Like many cars in Kia's broad line-up, the Picanto city car is available in a range of special editions. The most recent to arrive (and the most expensive) is this, the new Quantum edition.
It's available exclusively as a three-door, and there is only one engine to choose from, Kia's 1.25-litre naturally aspirated petrol engine. You do get the choice of a manual or automatic gearbox, though.
Outside, the Quantum gets sharper styling than standard Picantos and a unique Titanium Silver paint job, while in the cabin there's a more upmarket feel than in the standard car. The Quantum's list of standard equipment is impressive, including a variety of features usually seen on cars from the class above.
What’s the 2014 Kia Picanto Quantum like to drive?
It's a good thing that the Quantum is restricted to Kia's 1.25 engine, because it's nicer to live with than the noisy and gutless three-cylinder 1.0-litre engine available elsewhere in the range.
It's by no means powerful, but its free-revving nature and eager responses mean there's none of the flatness at low revs that aflicts the 1.0 version. That said, it still needs to be worked hard to make decent progress, especially on hills and when you're building up speed on motorway slip roads.
Unfortunately the 1.25 makes just as much of a racket as the 1.0 when pushed, sounding boomy in the cabin at high revs. The manual Picanto's notchy gearchange also frustrates, but at least there's none of the vibration through the wheel and pedals that you get in the new Citroen C1 and Toyota Aygo.
City cars are rarely the last word in dynamism, but the ability to nip into and out of traffic is still important. The Picanto controls its body well in tight turns, and its light steering helps make low-speed manoeuvres easier. However, its steering is also slow and vague, which makes it feel far less agile than a Skoda Citigo or Volkswagen Up.
The Picanto's ride is more accomplished, even on the Quantum model's relatively large standard 14-inch alloy wheels. Large obstacles such as speed bumps and sharp-edged potholes rarely thump or crash into the cabin, even if broken surfaces tend to jostle those inside about a bit.
At a steady motorway cruise, the ride remains comfortable, but as the engine fades into the background there's too much wind noise around the windscreen and mirrors.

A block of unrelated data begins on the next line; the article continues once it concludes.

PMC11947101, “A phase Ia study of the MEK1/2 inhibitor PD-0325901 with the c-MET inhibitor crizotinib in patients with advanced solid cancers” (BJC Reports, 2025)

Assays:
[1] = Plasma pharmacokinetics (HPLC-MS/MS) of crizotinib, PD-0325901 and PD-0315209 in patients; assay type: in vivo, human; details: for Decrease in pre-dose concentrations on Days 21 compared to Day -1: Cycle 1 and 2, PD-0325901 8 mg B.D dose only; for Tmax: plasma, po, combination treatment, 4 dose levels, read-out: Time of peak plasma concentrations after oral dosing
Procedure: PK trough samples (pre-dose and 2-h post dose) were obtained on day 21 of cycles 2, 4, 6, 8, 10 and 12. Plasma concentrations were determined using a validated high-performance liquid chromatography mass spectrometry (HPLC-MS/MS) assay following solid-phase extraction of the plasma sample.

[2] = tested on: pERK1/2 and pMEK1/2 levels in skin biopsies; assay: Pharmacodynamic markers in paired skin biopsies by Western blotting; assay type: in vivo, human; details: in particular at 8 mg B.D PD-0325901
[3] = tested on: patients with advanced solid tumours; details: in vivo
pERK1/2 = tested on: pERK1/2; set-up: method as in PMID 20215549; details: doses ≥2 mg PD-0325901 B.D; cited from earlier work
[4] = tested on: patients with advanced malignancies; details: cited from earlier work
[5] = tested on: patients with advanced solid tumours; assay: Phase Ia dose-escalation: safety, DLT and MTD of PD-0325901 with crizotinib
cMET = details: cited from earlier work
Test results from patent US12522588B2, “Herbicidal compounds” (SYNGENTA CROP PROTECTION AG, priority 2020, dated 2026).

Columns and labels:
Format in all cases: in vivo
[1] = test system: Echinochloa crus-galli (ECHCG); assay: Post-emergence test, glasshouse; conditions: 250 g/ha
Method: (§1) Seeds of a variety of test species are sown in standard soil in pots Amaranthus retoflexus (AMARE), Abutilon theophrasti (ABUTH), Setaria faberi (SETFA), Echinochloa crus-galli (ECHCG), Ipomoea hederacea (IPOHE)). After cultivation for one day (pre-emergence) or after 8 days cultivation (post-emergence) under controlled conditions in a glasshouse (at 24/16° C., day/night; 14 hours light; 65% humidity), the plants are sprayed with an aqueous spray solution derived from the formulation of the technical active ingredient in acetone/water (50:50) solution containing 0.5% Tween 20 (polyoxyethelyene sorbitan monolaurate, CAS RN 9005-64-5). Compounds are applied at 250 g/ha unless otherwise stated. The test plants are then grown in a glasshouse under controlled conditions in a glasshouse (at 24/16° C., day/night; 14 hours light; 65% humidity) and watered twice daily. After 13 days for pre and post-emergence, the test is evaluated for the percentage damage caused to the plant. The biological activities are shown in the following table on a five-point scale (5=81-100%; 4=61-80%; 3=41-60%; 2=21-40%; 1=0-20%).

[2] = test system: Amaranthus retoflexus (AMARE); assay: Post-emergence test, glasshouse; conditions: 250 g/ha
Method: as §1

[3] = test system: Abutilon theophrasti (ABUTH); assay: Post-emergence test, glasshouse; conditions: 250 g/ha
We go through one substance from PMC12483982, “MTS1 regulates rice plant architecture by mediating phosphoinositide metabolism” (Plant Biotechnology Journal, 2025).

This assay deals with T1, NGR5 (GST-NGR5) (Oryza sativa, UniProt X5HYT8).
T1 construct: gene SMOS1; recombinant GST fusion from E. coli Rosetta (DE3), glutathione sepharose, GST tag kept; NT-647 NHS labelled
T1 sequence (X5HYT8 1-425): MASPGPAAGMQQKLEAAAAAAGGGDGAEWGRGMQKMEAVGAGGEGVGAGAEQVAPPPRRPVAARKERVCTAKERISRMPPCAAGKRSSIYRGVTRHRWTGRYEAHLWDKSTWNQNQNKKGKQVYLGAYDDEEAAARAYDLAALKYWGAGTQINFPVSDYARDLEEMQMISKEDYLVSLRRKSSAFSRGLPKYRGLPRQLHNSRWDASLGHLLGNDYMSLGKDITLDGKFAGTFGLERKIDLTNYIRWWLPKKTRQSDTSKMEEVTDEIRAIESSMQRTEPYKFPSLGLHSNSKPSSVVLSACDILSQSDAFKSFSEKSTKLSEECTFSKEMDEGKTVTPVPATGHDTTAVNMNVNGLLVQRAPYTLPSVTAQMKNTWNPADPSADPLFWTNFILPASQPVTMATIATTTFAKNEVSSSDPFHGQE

What’s the 2014 Kia Picanto Quantum like inside?
Aside from a smarter, higher quality of cloth for its seats, the Quantum is identical to any other three-door Picanto. That means the steering wheel adjusts only for height (not reach), but tall drivers should still be able to find a comfy driving position, because the driver's seat has a wide range of height adjustment and slides back far enough to accommodate all but the longest legs.
All-round visibility is also good, making tight parking manoeuvres more manageable. The front of the Picanto's cabin provides the driver and passenger with plenty of space to stretch out, but rear head- and legroom in three-door versions are some way behind those in Hyundai's i10. The Kia's rear bench is also flat and provides very little support. Access to the rear of three-door Picantos is tighter than rivals', too.
The Picanto's boot can carry up to 200 litres, so while a family's weekly shopping may prove too much, a couple of weekend bags will fit. Should you need more room, its seats split 60/40 and fold down, but they lie at an angle and leave a large step in the boot floor.
Again, a Hyundai i10 and Volkswagen Up both have much more spacious boots – rear seats up or down – and unlike the Picanto the VW's standard height-adjustable floor leaves a totally flat surface.
The Picanto's dashboard feels well made, with plenty of dense plastics, and the air-con system is controlled by large, clear buttons and dials. The stereo is simple to use, even if sound quality is poor, but don't expect a touch-screen infotainment system like you'd find in a range-topping Volkswagen Up.
The Quantum's standard equipment is generous, though. USB and aux connections, 14-inch alloy wheels, climate control, keyless entry and start, a sunroof, electric door mirrors, front foglights, reversing sensors and automatic headlights are all included.
Should I buy one?
There are areas in which the Kia Picanto Quantum performs well: namely its forgiving ride and its long list of standard equipment.
At £11,995 for the manual Quantum and £12,595 for the automatic version, though, the Quantum looks expensive for not only a Picanto, but also a city car.
A top-spec Hyundai i10 1.2 might not be quite so sharply styled, and misses out on some of the Quantum's generous kit, but it is nearly £1150 cheaper to buy, has an even smoother ride, and is bigger inside.
It's a similar story with Volkswagen's Up, which as a three-door in High Up trim costs £650 less to buy. It is also considerably better to drive, classier inside and again more spacious and practical than the Kia.
More importantly, though, 90% of city car buyers buy on finance, and unfortunately the Picanto Quantum still struggles to compete. Enter in to a three-year PCP deal, limited to 10,000 miles a year with a £1000 deposit, and the Picanto is £26 a month more expensive than an i10 and £16 more than an Up.
So, all versions of the Picanto are difficult to recommend over their rivals, and this range-topping Quantum is impossible.
What Car? says…